• Gene Akimov from Vaughan, OnThe song is in 4/4 at 106 bpm (approx) I thought it was poly-rhythmic myself at first but no... What he does is he basically plays 5 chords over 8 beats (2 bars). That's right, 2,5 chords per measure in 4/4 time. I forgot the right musical term for that. I loaded it into a DAW, set the rojects to 106 bpm and realized that. Then I sliced up the first 8 bars of the intro and found that the 3rd chord - G is slightly longer then the first 2 and the following 2. That creates this dragging feel. Very clever of Thom. A true masterpiece.
  • Emily from Sf, CaI think the best way to count it is to hear it in eighth note groups of 3 and 2. I hear it as 3-2-3-3-2-3-3-2-3-3-2-3 for one complete pattern. I hear those grouping into 5-8-8-8-3. It's a lot easier to hear when the percussion comes in.
  • Adrian from Hadley, MaI TAKE THAT BACK! I'm pretty sure it's just 3|2|3|2|2|2|2. So, 5/4, 5/4, 6/4??? I dunno. I give up. Enough procrastination. Back to my economic history paper.
  • Adrian from Hadley, MaListen to the outro - it's the easiest to count it then.
  • Adrian from Hadley, MaHaha I got in a really long argument with a music MA student friend about this once. I'm not classically trained myself, but I do disagree with Matt/John, as well as Rudi... I count it as 123|12|123|12|123|123, and I'm *fairly* sure that's right... I think John's right about it being in 16/4. So if you wanna be a stickler about it, you could say it's two measures in 5/4 and one in 6/4.
  • Caroline from Cincinnati, OhI, too, have the sheet music that says 9/8 9/8 6/8, but I definitely feel it as 9/8 6/8 9/8. Once you think of it that way, it actually makes sense and feels natural.
  • Colin from Bradford, EnglandThis song is being used as the backing music for the Discovery History Channel programmes to commemorate the sinking of the Titanic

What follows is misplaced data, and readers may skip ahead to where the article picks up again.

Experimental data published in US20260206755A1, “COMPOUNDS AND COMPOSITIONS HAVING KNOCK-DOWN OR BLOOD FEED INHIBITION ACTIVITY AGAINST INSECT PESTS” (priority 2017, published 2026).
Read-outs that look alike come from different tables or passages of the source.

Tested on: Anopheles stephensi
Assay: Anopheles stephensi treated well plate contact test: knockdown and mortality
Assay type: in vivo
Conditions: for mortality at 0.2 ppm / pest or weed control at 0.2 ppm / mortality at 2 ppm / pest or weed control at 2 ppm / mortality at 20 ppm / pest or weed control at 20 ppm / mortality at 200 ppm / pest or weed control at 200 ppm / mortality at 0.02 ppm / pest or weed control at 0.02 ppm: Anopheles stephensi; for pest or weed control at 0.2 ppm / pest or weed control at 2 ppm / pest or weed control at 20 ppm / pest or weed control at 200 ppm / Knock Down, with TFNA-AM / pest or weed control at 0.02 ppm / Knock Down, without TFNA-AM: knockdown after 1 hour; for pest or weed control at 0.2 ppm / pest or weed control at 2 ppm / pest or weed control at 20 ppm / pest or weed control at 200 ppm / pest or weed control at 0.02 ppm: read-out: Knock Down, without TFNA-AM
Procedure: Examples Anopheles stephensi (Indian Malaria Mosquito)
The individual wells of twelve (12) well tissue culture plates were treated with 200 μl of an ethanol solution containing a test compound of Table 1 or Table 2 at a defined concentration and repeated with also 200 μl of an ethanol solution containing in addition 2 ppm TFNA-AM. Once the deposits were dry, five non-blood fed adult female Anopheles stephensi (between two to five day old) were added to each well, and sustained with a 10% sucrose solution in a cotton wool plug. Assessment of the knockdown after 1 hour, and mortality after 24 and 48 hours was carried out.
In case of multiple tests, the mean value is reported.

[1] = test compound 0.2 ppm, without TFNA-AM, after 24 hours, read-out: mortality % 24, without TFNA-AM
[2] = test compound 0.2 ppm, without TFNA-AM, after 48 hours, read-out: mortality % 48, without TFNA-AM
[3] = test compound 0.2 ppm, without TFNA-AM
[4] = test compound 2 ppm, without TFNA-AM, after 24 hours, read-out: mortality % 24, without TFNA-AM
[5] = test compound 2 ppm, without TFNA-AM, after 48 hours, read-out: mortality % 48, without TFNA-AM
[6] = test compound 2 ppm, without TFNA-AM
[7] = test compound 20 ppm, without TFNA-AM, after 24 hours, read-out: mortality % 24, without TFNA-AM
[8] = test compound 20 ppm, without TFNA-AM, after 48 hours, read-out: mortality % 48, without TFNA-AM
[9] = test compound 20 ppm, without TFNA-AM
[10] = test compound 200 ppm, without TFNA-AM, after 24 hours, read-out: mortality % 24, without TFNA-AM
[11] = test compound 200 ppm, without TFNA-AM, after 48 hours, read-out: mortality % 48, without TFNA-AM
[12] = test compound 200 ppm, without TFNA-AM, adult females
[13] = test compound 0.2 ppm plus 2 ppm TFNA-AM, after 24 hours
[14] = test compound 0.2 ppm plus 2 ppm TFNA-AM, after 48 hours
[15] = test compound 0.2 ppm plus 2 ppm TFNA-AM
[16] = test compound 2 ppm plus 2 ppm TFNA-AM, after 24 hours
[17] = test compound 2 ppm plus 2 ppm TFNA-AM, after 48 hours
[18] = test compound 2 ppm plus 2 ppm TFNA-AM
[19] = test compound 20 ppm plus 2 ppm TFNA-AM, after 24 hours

• Murilo from São Paulo, BrazilOn the time signature, personally I prefer the division by Bertram Malle, Eugene, OR; I think it adjusts better to the chord changes (though not perfectly). I have a difficulty on choosing triplets or swing; if you choose triplets, the first two notes, e.g., get 5 and 4 16ths. Also, if you think of jazz you choose swing, but if you think of british folk music you may choose triplets (and Radiohead is full of that, e.g. "How to Disappear Completely" or anything from the first two albums).
  • Colin from Bradford, EnglandThis song is currently being used in the UK as the backing music for some Discovery History channel trailers.
  • Zach from Lakewood, CoAll your time signature guesses are wrong in my opinion. Each downbeat is either a triplet or a quadruplet. 123 123 1234 123 123 123 123 1234 123 123
    10/8, 9/8, 7/8,6/8 repeat. It is a 33 beat phrase and this is the easiest division of it.
    Jumped in a river what (10/8) did I see (9/8), 7/8, 6/8. The piano accents these downbeats.
    It works better to count that way than try to estimate when exactly a dotted note end in the next time signature and 4/4,
    and why keep time in a time signature that doesn't even have any downbeats match up with major beats and 33 beats does not fit in 4/4, nor 9/8, 9/8 6/8